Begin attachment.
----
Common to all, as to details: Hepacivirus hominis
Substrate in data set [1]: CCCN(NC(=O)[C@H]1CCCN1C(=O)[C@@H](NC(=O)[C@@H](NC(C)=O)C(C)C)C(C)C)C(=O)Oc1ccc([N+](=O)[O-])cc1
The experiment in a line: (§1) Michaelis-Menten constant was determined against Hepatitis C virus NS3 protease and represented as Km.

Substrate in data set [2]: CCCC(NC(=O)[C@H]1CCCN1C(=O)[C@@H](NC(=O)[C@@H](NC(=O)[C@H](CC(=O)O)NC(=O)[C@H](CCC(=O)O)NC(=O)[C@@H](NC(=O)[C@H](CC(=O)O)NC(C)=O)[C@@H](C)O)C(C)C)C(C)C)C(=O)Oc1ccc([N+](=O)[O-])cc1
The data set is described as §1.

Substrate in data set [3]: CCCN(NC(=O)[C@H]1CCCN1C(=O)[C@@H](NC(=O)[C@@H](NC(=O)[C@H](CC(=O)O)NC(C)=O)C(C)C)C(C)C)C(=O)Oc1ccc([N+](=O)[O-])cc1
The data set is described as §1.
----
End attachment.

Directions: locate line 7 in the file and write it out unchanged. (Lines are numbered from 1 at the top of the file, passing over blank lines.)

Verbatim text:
The data set is described as §1.